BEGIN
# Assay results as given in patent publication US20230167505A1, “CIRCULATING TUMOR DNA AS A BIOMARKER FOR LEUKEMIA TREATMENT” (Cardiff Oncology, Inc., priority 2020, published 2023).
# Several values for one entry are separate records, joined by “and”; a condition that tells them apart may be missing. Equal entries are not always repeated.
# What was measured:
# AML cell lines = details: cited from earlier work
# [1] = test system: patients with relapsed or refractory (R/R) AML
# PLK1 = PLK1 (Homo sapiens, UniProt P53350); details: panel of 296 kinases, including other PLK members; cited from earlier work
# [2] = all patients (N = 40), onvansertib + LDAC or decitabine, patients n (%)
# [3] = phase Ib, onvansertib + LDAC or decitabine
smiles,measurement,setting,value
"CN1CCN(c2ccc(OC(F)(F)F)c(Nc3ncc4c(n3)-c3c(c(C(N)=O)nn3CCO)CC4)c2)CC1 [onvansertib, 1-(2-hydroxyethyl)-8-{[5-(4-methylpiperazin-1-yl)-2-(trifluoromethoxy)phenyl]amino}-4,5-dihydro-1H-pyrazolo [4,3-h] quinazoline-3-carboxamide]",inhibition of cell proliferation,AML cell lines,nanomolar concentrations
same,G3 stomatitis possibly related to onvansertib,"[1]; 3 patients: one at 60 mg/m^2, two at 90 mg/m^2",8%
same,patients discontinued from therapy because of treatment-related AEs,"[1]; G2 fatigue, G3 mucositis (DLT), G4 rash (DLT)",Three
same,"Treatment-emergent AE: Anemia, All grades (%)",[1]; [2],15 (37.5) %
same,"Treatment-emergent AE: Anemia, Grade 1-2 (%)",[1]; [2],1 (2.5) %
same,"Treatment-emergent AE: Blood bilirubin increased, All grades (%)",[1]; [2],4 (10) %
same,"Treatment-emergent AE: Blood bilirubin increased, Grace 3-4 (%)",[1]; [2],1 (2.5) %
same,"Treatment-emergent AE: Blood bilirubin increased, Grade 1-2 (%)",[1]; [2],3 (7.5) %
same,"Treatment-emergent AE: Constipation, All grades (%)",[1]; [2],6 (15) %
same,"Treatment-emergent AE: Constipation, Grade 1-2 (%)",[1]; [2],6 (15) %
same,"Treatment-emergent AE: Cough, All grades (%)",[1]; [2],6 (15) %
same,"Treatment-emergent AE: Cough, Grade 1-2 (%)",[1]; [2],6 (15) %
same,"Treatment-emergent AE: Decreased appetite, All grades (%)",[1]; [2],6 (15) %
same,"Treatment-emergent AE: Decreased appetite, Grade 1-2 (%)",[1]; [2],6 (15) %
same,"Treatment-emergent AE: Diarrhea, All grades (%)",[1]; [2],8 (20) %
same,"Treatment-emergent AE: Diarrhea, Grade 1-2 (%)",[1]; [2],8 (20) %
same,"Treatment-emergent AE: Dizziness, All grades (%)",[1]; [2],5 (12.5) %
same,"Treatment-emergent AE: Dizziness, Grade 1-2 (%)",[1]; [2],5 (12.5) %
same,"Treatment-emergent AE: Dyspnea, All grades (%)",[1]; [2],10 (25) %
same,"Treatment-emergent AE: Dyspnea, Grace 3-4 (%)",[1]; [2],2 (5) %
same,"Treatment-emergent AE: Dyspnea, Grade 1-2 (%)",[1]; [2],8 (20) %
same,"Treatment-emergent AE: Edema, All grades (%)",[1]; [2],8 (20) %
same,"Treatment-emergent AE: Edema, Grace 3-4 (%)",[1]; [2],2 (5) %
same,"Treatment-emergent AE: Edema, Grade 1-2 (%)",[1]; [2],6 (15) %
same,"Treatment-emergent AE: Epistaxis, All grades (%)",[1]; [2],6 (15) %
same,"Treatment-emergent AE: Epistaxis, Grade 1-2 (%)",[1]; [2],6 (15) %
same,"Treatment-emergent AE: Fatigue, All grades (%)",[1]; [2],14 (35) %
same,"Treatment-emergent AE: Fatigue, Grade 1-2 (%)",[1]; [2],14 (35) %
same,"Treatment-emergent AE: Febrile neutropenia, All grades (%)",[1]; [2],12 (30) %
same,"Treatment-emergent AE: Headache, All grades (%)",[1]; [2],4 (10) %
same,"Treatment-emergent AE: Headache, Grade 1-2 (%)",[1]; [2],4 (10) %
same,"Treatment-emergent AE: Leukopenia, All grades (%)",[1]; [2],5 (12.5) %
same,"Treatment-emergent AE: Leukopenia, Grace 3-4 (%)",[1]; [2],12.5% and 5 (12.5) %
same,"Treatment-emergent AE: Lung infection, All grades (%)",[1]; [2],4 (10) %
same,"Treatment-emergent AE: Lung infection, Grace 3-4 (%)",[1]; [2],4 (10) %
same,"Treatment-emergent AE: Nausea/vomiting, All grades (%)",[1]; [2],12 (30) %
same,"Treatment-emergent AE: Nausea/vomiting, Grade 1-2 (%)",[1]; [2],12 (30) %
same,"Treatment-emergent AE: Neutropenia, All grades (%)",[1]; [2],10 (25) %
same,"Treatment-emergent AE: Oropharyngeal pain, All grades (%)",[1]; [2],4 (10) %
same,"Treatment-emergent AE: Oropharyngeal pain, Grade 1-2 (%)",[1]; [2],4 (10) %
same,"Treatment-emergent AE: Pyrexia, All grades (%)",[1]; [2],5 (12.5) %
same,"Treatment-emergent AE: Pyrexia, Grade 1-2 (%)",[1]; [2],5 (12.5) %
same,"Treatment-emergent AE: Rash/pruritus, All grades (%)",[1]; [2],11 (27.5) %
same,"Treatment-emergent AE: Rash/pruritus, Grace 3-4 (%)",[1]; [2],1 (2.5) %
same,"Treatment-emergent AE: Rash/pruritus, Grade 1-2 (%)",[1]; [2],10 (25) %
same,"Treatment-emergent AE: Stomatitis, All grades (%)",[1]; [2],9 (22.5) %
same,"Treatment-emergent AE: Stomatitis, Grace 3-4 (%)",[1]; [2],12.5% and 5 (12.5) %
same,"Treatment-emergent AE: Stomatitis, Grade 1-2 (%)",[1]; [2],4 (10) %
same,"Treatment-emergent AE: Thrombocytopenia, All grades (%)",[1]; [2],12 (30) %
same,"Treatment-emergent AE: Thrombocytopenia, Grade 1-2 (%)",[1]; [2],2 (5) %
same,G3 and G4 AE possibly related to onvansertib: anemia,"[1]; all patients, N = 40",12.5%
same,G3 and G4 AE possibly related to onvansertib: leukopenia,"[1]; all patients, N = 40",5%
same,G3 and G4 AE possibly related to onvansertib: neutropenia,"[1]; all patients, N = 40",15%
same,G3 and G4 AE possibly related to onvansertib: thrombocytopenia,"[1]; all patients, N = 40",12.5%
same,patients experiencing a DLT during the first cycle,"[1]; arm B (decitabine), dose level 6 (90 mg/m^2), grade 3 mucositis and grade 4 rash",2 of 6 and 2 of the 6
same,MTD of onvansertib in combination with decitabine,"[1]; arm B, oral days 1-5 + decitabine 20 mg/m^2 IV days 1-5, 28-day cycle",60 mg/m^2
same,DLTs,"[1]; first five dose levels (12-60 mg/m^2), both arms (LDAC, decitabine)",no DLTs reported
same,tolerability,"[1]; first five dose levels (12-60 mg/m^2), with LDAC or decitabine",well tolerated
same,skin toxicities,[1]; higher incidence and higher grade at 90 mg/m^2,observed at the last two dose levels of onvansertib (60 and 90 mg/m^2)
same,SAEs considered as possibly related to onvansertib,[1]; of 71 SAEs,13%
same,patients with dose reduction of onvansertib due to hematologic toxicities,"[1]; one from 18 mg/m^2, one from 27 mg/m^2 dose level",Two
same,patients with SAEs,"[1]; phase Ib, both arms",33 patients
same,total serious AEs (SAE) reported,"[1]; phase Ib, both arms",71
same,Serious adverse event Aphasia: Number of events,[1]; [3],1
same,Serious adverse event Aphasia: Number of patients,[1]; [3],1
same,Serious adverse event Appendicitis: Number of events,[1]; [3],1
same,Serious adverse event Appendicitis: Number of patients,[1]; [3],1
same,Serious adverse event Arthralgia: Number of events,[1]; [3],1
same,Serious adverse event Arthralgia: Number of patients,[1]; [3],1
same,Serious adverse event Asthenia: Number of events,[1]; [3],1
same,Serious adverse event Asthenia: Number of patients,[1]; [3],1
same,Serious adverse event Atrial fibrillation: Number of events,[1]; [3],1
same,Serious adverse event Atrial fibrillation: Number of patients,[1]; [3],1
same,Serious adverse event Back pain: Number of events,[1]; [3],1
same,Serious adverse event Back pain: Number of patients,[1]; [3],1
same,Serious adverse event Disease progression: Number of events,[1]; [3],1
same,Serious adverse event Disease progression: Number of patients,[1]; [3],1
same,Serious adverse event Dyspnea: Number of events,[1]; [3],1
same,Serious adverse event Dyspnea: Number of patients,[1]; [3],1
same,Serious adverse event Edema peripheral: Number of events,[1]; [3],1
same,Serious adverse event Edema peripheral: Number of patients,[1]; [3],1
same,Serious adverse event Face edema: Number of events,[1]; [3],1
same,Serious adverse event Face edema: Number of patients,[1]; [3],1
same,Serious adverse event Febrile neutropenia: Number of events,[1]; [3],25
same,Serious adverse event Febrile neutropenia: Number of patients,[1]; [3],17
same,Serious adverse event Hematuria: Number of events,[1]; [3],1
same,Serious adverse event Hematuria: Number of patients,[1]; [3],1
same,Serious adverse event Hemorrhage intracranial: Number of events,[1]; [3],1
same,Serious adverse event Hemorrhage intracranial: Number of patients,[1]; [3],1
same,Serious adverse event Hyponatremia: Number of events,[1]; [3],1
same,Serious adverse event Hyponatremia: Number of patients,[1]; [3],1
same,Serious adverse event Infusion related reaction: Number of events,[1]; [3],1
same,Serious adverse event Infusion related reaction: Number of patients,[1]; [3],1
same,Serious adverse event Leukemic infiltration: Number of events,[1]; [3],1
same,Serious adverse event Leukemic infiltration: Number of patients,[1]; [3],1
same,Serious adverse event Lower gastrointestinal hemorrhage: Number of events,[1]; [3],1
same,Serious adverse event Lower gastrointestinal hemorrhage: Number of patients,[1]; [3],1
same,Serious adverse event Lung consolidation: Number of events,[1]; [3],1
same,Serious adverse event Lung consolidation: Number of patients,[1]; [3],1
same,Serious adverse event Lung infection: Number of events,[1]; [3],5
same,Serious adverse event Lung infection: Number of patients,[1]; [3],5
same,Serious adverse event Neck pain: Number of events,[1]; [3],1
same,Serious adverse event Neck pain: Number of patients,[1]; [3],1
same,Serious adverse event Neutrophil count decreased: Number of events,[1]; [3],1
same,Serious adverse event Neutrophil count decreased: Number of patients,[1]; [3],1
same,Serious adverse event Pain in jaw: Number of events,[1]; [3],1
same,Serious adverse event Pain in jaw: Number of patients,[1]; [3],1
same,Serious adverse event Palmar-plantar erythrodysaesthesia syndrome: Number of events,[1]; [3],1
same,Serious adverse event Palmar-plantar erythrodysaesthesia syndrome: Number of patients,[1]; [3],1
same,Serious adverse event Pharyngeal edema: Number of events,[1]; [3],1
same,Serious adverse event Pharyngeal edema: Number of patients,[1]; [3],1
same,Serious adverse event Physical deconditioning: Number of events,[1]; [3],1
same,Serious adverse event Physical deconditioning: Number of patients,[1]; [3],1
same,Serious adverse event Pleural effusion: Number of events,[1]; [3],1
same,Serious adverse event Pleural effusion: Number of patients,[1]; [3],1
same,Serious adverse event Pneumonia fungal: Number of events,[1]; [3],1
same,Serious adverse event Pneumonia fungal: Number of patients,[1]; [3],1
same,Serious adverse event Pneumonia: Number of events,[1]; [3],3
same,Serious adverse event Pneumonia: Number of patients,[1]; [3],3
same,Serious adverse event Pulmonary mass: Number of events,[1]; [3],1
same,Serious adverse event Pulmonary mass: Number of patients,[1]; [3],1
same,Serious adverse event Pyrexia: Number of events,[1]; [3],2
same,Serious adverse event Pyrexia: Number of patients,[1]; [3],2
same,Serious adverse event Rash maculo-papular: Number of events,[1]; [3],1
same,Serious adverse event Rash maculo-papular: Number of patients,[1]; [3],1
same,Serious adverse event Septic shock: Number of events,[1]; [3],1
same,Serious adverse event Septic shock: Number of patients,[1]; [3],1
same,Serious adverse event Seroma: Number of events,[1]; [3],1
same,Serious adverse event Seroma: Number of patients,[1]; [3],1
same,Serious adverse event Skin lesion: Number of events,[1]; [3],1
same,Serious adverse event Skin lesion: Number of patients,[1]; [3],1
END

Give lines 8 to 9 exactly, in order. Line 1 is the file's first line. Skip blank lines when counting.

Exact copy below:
# [3] = phase Ib, onvansertib + LDAC or decitabine
smiles,measurement,setting,value